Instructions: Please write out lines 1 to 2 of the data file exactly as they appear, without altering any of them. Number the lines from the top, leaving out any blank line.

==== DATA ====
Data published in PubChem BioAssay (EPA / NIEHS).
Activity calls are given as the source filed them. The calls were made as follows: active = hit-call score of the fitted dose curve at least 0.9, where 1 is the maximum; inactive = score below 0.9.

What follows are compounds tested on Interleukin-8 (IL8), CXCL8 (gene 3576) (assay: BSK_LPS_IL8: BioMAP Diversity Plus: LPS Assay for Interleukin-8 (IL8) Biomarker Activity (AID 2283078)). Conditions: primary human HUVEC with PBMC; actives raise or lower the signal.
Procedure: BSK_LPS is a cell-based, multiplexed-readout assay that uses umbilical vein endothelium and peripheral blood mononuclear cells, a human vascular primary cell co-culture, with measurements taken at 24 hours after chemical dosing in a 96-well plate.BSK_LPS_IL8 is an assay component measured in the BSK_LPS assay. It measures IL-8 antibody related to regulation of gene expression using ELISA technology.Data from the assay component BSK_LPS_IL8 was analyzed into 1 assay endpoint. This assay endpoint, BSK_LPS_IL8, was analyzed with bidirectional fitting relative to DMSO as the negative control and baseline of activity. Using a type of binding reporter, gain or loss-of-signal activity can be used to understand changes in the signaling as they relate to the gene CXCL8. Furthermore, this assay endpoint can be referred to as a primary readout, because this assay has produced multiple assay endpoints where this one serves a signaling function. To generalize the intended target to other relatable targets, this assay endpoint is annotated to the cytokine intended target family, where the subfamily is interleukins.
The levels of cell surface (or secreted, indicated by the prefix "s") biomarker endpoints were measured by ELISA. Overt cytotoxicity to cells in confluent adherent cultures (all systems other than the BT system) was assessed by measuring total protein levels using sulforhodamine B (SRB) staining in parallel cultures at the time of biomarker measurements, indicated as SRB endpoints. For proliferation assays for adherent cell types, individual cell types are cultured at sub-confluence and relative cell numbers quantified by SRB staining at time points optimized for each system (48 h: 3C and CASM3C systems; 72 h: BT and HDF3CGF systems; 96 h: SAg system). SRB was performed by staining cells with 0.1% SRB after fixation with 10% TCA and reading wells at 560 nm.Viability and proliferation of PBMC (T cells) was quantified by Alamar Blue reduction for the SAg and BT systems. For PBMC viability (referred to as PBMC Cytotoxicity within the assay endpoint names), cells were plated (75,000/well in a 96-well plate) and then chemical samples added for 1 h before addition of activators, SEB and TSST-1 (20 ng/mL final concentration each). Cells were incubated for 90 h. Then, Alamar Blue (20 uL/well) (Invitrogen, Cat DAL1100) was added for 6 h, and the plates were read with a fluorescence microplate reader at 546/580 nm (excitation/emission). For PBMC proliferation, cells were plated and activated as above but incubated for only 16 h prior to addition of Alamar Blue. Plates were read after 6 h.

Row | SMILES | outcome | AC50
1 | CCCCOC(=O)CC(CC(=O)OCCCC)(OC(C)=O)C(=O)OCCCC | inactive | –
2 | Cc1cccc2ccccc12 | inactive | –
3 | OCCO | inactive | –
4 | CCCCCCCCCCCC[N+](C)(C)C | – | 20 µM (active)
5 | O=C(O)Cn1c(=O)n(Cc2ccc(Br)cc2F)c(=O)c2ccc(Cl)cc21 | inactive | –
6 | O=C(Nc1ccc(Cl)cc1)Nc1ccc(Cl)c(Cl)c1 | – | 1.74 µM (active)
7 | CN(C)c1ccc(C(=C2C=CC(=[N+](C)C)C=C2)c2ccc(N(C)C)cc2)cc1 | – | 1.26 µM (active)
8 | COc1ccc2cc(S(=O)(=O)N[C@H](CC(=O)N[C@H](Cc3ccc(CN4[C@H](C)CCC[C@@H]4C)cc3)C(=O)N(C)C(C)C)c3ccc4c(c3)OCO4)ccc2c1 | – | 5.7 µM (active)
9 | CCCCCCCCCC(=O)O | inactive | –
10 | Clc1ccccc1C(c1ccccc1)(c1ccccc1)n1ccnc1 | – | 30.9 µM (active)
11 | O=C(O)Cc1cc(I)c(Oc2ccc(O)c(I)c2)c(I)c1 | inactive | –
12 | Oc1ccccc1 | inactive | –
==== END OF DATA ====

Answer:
Data published in PubChem BioAssay (EPA / NIEHS).
Activity calls are given as the source filed them. The calls were made as follows: active = hit-call score of the fitted dose curve at least 0.9, where 1 is the maximum; inactive = score below 0.9.